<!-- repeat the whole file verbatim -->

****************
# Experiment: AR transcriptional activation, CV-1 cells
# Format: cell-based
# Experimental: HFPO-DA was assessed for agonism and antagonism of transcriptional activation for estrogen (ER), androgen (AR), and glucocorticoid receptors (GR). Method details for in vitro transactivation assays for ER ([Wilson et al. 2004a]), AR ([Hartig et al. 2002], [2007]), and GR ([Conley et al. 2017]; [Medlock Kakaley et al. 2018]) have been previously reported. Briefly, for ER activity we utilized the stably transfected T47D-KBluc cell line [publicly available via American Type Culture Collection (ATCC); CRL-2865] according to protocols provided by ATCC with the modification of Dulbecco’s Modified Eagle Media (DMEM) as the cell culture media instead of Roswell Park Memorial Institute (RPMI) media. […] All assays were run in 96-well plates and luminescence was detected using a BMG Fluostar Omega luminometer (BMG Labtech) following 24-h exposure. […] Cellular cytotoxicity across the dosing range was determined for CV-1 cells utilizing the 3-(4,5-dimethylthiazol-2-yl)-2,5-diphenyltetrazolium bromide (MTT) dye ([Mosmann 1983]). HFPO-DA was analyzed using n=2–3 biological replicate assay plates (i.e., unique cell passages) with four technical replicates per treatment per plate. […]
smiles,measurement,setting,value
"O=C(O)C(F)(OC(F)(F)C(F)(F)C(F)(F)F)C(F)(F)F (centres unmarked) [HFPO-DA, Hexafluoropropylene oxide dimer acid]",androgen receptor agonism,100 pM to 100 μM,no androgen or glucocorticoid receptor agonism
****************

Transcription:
# Experiment: AR transcriptional activation, CV-1 cells
# Format: cell-based
# Experimental: HFPO-DA was assessed for agonism and antagonism of transcriptional activation for estrogen (ER), androgen (AR), and glucocorticoid receptors (GR). Method details for in vitro transactivation assays for ER ([Wilson et al. 2004a]), AR ([Hartig et al. 2002], [2007]), and GR ([Conley et al. 2017]; [Medlock Kakaley et al. 2018]) have been previously reported. Briefly, for ER activity we utilized the stably transfected T47D-KBluc cell line [publicly available via American Type Culture Collection (ATCC); CRL-2865] according to protocols provided by ATCC with the modification of Dulbecco’s Modified Eagle Media (DMEM) as the cell culture media instead of Roswell Park Memorial Institute (RPMI) media. […] All assays were run in 96-well plates and luminescence was detected using a BMG Fluostar Omega luminometer (BMG Labtech) following 24-h exposure. […] Cellular cytotoxicity across the dosing range was determined for CV-1 cells utilizing the 3-(4,5-dimethylthiazol-2-yl)-2,5-diphenyltetrazolium bromide (MTT) dye ([Mosmann 1983]). HFPO-DA was analyzed using n=2–3 biological replicate assay plates (i.e., unique cell passages) with four technical replicates per treatment per plate. […]
smiles,measurement,setting,value
"O=C(O)C(F)(OC(F)(F)C(F)(F)C(F)(F)F)C(F)(F)F (centres unmarked) [HFPO-DA, Hexafluoropropylene oxide dimer acid]",androgen receptor agonism,100 pM to 100 μM,no androgen or glucocorticoid receptor agonism